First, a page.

Instead of the conventional idea of using revolutionary Blu-Ray laser technology for greater storage capacity on DVD discs (as is popular in Japan where extra storage capacity is needed for high def TV) Philips has turned this idea around and miniaturised the disk while keeping storage capacity as high as possible. The end result is a device that can hold up 1Gb – that’s 1.4x as much as a CD-Rom – on a single layer, single sided disk measuring just 3cm across.
Philips claims the tiny optical disk will be incorporated into portable audio devices, mobile phones, PDAs, notebooks and digital cameras but hasn’t yet given a launch date for specific products. It could also be used for audio storage.
Mobile phone takes control
With all these incompatible wireless formats kicking around, taking control of everything in the home certainly isn’t going to be easy. But Philips has come up with a potential solution.
Demonstrated at IFA was a new application that enables the user to control wireless household products – including those boasting 802.11, infra-red and Zigbee technologies – via a Bluetooth-enabled mobile phone. A ‘connectivity mediator’ device automatically detects when a mobile phone is in its vicinity and sends an appropriate control menu to the handset.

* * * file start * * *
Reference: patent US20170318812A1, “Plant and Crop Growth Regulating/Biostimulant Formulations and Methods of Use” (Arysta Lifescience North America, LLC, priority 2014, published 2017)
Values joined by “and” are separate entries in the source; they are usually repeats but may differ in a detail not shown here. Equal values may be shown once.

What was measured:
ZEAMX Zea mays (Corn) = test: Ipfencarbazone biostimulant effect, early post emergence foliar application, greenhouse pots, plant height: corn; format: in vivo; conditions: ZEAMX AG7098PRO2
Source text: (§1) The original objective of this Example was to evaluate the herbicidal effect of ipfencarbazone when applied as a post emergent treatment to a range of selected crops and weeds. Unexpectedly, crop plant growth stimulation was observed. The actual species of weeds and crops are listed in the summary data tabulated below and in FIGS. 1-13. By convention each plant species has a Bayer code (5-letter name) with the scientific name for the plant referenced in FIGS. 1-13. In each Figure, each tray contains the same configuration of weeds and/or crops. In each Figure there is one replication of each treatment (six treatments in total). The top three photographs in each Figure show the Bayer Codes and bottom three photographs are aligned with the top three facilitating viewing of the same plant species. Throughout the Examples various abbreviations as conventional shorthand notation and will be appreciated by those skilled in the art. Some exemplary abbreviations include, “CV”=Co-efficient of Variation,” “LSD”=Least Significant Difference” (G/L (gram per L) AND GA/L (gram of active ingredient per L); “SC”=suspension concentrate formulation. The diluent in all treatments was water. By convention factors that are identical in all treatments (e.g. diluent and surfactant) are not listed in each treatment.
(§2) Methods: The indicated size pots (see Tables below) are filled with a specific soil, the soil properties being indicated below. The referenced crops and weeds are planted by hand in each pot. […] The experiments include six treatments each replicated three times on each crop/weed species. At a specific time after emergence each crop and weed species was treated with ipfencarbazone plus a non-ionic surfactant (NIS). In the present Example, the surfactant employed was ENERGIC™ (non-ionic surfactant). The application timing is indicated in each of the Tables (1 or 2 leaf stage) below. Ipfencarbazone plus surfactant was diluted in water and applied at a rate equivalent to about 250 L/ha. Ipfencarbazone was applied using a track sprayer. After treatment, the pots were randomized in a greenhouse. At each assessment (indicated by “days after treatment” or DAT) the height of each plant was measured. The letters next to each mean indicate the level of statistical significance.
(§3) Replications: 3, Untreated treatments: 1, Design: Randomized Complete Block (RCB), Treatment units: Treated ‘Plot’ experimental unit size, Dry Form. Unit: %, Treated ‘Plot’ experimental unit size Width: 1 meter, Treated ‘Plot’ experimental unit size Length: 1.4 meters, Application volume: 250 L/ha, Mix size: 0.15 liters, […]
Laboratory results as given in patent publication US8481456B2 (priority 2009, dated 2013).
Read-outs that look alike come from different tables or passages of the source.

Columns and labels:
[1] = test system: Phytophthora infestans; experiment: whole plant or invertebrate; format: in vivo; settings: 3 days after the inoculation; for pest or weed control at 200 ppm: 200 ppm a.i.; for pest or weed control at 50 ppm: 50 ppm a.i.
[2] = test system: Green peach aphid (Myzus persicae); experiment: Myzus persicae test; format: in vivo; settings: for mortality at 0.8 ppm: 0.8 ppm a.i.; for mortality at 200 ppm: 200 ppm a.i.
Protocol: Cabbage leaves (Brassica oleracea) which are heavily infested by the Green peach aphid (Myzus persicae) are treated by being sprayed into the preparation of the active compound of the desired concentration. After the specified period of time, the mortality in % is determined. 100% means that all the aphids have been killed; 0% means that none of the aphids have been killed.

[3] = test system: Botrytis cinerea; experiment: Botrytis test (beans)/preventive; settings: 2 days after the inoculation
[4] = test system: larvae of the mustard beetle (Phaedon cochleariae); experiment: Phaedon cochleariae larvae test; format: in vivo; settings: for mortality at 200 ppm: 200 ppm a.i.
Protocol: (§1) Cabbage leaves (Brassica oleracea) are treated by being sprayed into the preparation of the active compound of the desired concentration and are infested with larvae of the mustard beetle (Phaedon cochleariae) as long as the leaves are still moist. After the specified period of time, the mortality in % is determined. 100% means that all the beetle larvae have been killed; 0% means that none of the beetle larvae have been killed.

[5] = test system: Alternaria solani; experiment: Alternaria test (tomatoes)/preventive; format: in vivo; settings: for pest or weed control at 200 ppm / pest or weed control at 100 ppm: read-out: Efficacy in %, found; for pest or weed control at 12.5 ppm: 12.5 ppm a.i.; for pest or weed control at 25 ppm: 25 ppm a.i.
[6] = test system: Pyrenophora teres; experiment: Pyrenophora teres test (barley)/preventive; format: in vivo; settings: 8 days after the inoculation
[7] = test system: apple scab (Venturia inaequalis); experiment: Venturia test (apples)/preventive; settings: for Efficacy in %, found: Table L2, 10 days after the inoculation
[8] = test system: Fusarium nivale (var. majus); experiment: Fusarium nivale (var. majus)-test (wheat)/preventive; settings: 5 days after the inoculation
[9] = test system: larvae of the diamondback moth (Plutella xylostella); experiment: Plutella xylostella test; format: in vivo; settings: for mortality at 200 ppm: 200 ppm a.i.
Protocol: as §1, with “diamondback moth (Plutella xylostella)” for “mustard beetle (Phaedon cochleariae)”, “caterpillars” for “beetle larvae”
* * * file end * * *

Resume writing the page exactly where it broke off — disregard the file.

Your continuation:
Commands from the user are transmitted to the mediator via Bluetooth and then converted into the appropriate technology (such as wi-fi or infra-red) so the TV, DVD player or even wi-fi household device can be controlled at the touch of a button.
Recordable DVD price war
How far is the price of DVD recorders going to fall this year? Well we’d been promised that a glut of cheapo DVD+RW recorders from the far east would drive the price down, but they don’t appear to be arriving. Weirdly, the cheapest player at the moment is Philips DVDR70.
Perhaps Hong Kong based company Mico will come to the rescue. It has a DVD+RW recorder, the DVDR300, ready to launch in the UK in October. Available exclusively from Sainsbury’s supermarket, the recorder will retail for between £250-300. Unlike the DVDR70 the recorder also has an ilink digital video input.
Mico is also set to move into the LCD market offering a 20inch 4×3 TV next year for £1000. A 30inch widescreen model will follow later in 2004.